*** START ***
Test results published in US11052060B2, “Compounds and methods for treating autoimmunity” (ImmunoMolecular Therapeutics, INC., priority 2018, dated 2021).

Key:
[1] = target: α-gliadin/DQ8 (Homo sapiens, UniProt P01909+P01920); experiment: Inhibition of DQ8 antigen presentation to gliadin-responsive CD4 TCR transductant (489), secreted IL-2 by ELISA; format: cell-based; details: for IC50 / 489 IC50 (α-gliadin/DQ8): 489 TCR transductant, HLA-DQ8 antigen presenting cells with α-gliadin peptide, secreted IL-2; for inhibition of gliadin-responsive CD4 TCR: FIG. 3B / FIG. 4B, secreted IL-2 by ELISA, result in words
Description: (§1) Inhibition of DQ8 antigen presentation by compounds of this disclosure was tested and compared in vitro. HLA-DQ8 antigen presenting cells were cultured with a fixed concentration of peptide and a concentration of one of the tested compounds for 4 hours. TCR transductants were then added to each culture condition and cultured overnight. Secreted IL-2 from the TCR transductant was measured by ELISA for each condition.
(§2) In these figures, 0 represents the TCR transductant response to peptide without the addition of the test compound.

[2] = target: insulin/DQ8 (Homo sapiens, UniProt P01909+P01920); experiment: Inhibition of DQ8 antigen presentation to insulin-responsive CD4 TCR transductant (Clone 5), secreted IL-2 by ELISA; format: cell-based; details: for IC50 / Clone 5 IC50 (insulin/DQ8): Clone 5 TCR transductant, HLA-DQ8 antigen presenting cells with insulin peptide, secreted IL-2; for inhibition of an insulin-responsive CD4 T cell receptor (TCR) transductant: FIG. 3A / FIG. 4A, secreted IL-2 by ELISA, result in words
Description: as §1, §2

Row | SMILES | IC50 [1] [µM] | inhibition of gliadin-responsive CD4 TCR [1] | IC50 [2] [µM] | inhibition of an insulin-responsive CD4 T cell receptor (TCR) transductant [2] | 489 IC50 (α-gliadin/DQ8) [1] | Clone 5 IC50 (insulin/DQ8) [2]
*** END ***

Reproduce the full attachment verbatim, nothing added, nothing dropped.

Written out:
Test results published in US11052060B2, “Compounds and methods for treating autoimmunity” (ImmunoMolecular Therapeutics, INC., priority 2018, dated 2021).

Key:
[1] = target: α-gliadin/DQ8 (Homo sapiens, UniProt P01909+P01920); experiment: Inhibition of DQ8 antigen presentation to gliadin-responsive CD4 TCR transductant (489), secreted IL-2 by ELISA; format: cell-based; details: for IC50 / 489 IC50 (α-gliadin/DQ8): 489 TCR transductant, HLA-DQ8 antigen presenting cells with α-gliadin peptide, secreted IL-2; for inhibition of gliadin-responsive CD4 TCR: FIG. 3B / FIG. 4B, secreted IL-2 by ELISA, result in words
Description: (§1) Inhibition of DQ8 antigen presentation by compounds of this disclosure was tested and compared in vitro. HLA-DQ8 antigen presenting cells were cultured with a fixed concentration of peptide and a concentration of one of the tested compounds for 4 hours. TCR transductants were then added to each culture condition and cultured overnight. Secreted IL-2 from the TCR transductant was measured by ELISA for each condition.
(§2) In these figures, 0 represents the TCR transductant response to peptide without the addition of the test compound.

[2] = target: insulin/DQ8 (Homo sapiens, UniProt P01909+P01920); experiment: Inhibition of DQ8 antigen presentation to insulin-responsive CD4 TCR transductant (Clone 5), secreted IL-2 by ELISA; format: cell-based; details: for IC50 / Clone 5 IC50 (insulin/DQ8): Clone 5 TCR transductant, HLA-DQ8 antigen presenting cells with insulin peptide, secreted IL-2; for inhibition of an insulin-responsive CD4 T cell receptor (TCR) transductant: FIG. 3A / FIG. 4A, secreted IL-2 by ELISA, result in words
Description: as §1, §2

Row | SMILES | IC50 [1] [µM] | inhibition of gliadin-responsive CD4 TCR [1] | IC50 [2] [µM] | inhibition of an insulin-responsive CD4 T cell receptor (TCR) transductant [2] | 489 IC50 (α-gliadin/DQ8) [1] | Clone 5 IC50 (insulin/DQ8) [2]